Sunday saw NFL players, in a coordinated approach, posting tweets with the hashtag #WeWantToPlay, calling for the league to listen to experts when it comes to opening up training camps as COVID-19 continues to spread throughout the country.
Here are a few:
“I am concerned. My wife is pregnant. @NFL Training camp is about to start. And there’s still No Clear Plan on Player Health & Family Safety. We want to play football but we also want to protect our loved ones. #WeWantToPlay.”.
“We need Football! We need sports! We need hope! The NFL’s unwillingness to follow the recommendations of their own medical experts will prevent that. If the NFL doesn’t do their part to keep players healthy there is no football in 2020. It’s that simple. Get it done @NFL”
“Once again in the interest of keeping everyone (players & fans) as informed as possible, here is an updated list of what we as players know and don’t know as the first group gets set to report to training camp tomorrow.”
“Crazy to see how the NFL is not following the recommendations of its own experts regarding health and safety for Us as players! As of today questions have not been answered and we want to play football. Y’all want to watch football this year?#WeWantToPlay”
“It is disheartening to hear the NFL is unwilling to follow the recommendations of their own experts regarding player health & safety. If we want to have a FULL season the NFL needs to listen to their experts! #WeWantToPlay @NFL”
“If the NFL doesn’t do their part to keep players healthy there is no football in 2020. It’s that simple. #WeWantToPlay.”
Athletes expressing their concern about their health and what the NFL plans to do to make this 2020 season safe is certainly needed. Players having to return to work are not just risking their health, but that of the loved ones around them, something that can’t be stressed enough. And how COVID-19 impacts individuals clearly varies. While some contract the virus and are asymptomatic throughout, others may have mild effects (golf legend Jack Nicklaus detailed his experience with the virus Sunday), to quite serious (as Braves first baseman Freddie Freeman prayed he could survive it) to lethal, as over 140,000 Americans have died from the virus.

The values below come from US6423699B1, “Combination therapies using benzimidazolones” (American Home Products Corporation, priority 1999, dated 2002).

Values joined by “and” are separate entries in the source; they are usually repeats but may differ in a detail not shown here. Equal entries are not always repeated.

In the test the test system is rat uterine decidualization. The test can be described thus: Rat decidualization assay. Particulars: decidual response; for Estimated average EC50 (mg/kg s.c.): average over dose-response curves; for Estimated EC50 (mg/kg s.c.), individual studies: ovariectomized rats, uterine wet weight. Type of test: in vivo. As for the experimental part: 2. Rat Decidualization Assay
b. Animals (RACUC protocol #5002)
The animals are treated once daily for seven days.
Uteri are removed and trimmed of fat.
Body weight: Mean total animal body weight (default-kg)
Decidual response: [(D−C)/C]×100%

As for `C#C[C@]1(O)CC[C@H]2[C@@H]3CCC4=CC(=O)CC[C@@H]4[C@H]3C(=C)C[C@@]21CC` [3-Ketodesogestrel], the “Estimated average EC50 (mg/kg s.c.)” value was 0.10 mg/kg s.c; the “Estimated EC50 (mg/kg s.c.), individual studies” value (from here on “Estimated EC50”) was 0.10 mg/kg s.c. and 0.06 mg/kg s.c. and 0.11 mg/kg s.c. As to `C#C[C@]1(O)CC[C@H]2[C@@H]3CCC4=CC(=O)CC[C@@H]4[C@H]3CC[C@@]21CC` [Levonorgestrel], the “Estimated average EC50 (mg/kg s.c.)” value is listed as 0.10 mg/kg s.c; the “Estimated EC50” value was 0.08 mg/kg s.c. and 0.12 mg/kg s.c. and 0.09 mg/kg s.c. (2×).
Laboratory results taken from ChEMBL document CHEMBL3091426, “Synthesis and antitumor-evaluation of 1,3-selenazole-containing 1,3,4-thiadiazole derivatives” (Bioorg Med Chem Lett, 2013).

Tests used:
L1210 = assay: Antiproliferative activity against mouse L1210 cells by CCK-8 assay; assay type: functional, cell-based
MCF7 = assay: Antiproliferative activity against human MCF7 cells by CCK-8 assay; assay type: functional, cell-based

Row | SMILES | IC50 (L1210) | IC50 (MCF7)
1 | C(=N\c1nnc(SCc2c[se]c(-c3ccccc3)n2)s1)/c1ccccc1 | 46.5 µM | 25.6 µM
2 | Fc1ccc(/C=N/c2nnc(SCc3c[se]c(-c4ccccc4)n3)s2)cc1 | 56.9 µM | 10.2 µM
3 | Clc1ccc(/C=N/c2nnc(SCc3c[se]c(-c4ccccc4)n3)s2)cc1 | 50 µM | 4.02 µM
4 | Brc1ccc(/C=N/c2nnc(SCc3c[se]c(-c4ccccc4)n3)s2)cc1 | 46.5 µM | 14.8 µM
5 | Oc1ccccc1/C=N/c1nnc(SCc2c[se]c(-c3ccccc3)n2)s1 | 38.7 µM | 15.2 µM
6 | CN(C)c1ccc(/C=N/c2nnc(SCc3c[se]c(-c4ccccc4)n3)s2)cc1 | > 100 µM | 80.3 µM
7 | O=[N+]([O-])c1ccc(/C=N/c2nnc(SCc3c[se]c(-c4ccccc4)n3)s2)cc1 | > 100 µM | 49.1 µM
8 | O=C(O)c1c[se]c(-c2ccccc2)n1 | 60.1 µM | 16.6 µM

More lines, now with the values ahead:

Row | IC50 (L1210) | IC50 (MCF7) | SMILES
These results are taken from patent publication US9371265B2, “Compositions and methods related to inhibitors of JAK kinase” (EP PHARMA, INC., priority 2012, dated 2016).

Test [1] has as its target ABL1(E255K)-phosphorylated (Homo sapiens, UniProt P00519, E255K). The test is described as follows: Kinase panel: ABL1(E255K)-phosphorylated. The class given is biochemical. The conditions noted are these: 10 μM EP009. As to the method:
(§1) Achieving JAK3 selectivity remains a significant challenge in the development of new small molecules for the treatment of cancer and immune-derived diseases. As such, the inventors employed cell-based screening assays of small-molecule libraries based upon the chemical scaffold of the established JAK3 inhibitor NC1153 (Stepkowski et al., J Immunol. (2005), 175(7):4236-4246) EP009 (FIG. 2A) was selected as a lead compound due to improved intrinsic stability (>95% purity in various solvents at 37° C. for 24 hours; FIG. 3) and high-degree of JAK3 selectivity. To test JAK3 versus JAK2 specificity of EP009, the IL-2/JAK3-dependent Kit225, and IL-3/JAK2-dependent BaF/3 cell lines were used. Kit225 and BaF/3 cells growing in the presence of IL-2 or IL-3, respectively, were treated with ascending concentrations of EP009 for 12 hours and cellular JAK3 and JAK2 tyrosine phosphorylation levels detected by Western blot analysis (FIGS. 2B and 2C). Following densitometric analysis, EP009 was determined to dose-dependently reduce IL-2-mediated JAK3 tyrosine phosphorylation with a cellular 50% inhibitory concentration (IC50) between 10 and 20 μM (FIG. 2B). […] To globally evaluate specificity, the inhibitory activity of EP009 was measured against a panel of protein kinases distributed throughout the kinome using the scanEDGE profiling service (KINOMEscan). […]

It’s been 131 days since the NBA shut down its season. Perhaps the NFL believed back in late February and March, as the virus began to spread across the country, that it would just fade away, as President Trump once stated, with warmer weather in April. Perhaps the NFL felt this was a problem for the NBA and NHL, whose seasons were interrupted, and MLB, that was just ramping up in Spring Training. Perhaps it felt COVID-19 would be something other sports would have to deal with, and not it, with its games not played till September. But we know that’s wrong now, as states across the country set daily records in positive tests. Fifteen positive tests have now turned into nearly four million.
So, it brings me to think how things could have been different if the NFL, in conjunction with its players, took a lead role in getting its fans, many of them in southern states that are being directly impacted by this latest surge in cases and death, to confront the virus. What would have happened if owners, players and commissioner Roger Goodell released public service announcements telling their millions of fans, if you don’t work to socially distance now, if you don’t work to wear a mask now, if you don’t work to wash your hands now, you won’t get to see us work this fall.
What if players and owners tweeted selfies while wearing a mask? Washing their hands? Applying hand sanitizer?
Instead, we saw stories like Dak Prescott and Zeke Elliot hosting parties back in April and Tom Brady violating social distancing policies. What if they were leading by example and tweeting about it? What if the NFL made it its mission to get people to take this seriously by taking COVID-19 seriously itself, and encouraged its followers to do all they could to help get the virus under control, as we’ve seen in Europe?
What if there was a league-wide COVID-19 blitz back in March and into April, by everyone? With the season in the balance.
What if the NFL didn’t think COVID-19 wasn’t going to impact its season?
It’s possible that we might not have needed Sunday’s tweet blitz at all.